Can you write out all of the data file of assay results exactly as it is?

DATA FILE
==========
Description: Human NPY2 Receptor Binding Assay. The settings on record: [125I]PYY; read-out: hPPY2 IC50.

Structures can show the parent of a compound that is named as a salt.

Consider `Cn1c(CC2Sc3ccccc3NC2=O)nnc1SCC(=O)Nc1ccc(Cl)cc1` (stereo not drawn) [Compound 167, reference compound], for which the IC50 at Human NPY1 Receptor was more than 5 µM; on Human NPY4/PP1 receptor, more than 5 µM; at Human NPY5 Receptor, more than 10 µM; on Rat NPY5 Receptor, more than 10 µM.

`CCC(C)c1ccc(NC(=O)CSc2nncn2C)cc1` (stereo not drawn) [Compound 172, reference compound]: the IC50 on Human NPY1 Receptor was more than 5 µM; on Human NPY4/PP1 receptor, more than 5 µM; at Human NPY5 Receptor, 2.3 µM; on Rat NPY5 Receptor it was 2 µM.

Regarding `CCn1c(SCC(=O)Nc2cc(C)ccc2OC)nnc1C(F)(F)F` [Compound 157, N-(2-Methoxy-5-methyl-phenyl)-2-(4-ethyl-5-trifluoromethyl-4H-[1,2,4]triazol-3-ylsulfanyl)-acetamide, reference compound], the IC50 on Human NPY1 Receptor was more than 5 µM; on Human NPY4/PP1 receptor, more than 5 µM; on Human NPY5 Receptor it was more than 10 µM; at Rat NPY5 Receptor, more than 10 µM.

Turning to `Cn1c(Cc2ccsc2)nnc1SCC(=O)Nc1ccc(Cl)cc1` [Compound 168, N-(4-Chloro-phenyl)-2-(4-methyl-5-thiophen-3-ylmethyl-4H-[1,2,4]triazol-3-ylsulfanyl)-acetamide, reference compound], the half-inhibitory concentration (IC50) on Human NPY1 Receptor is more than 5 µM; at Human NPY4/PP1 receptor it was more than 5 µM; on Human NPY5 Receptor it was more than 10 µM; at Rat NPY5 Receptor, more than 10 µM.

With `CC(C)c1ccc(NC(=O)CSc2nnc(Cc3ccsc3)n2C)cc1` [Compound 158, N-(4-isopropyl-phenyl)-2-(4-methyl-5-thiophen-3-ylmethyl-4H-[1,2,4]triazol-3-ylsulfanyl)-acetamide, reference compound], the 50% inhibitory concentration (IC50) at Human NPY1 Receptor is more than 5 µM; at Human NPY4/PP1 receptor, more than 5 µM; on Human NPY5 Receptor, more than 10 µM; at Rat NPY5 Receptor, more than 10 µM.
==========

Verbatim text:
Description: Human NPY2 Receptor Binding Assay. The settings on record: [125I]PYY; read-out: hPPY2 IC50.

Structures can show the parent of a compound that is named as a salt.

Consider `Cn1c(CC2Sc3ccccc3NC2=O)nnc1SCC(=O)Nc1ccc(Cl)cc1` (stereo not drawn) [Compound 167, reference compound], for which the IC50 at Human NPY1 Receptor was more than 5 µM; on Human NPY4/PP1 receptor, more than 5 µM; at Human NPY5 Receptor, more than 10 µM; on Rat NPY5 Receptor, more than 10 µM.

`CCC(C)c1ccc(NC(=O)CSc2nncn2C)cc1` (stereo not drawn) [Compound 172, reference compound]: the IC50 on Human NPY1 Receptor was more than 5 µM; on Human NPY4/PP1 receptor, more than 5 µM; at Human NPY5 Receptor, 2.3 µM; on Rat NPY5 Receptor it was 2 µM.

Regarding `CCn1c(SCC(=O)Nc2cc(C)ccc2OC)nnc1C(F)(F)F` [Compound 157, N-(2-Methoxy-5-methyl-phenyl)-2-(4-ethyl-5-trifluoromethyl-4H-[1,2,4]triazol-3-ylsulfanyl)-acetamide, reference compound], the IC50 on Human NPY1 Receptor was more than 5 µM; on Human NPY4/PP1 receptor, more than 5 µM; on Human NPY5 Receptor it was more than 10 µM; at Rat NPY5 Receptor, more than 10 µM.

Turning to `Cn1c(Cc2ccsc2)nnc1SCC(=O)Nc1ccc(Cl)cc1` [Compound 168, N-(4-Chloro-phenyl)-2-(4-methyl-5-thiophen-3-ylmethyl-4H-[1,2,4]triazol-3-ylsulfanyl)-acetamide, reference compound], the half-inhibitory concentration (IC50) on Human NPY1 Receptor is more than 5 µM; at Human NPY4/PP1 receptor it was more than 5 µM; on Human NPY5 Receptor it was more than 10 µM; at Rat NPY5 Receptor, more than 10 µM.

With `CC(C)c1ccc(NC(=O)CSc2nnc(Cc3ccsc3)n2C)cc1` [Compound 158, N-(4-isopropyl-phenyl)-2-(4-methyl-5-thiophen-3-ylmethyl-4H-[1,2,4]triazol-3-ylsulfanyl)-acetamide, reference compound], the 50% inhibitory concentration (IC50) at Human NPY1 Receptor is more than 5 µM; at Human NPY4/PP1 receptor, more than 5 µM; on Human NPY5 Receptor, more than 10 µM; at Rat NPY5 Receptor, more than 10 µM.